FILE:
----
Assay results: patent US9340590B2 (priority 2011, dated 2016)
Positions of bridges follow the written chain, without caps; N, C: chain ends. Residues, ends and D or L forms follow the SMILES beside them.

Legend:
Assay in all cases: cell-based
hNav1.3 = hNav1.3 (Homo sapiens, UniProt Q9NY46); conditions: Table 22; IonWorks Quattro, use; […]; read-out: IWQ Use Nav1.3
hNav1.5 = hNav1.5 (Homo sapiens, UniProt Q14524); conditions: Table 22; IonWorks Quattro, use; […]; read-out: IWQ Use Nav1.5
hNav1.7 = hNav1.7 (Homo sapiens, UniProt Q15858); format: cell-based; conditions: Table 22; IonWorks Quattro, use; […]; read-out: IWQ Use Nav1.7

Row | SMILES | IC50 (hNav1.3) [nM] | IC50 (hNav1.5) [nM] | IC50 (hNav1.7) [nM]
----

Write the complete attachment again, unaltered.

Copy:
Assay results: patent US9340590B2 (priority 2011, dated 2016)
Positions of bridges follow the written chain, without caps; N, C: chain ends. Residues, ends and D or L forms follow the SMILES beside them.

Legend:
Assay in all cases: cell-based
hNav1.3 = hNav1.3 (Homo sapiens, UniProt Q9NY46); conditions: Table 22; IonWorks Quattro, use; […]; read-out: IWQ Use Nav1.3
hNav1.5 = hNav1.5 (Homo sapiens, UniProt Q14524); conditions: Table 22; IonWorks Quattro, use; […]; read-out: IWQ Use Nav1.5
hNav1.7 = hNav1.7 (Homo sapiens, UniProt Q15858); format: cell-based; conditions: Table 22; IonWorks Quattro, use; […]; read-out: IWQ Use Nav1.7

Row | SMILES | IC50 (hNav1.3) [nM] | IC50 (hNav1.5) [nM] | IC50 (hNav1.7) [nM]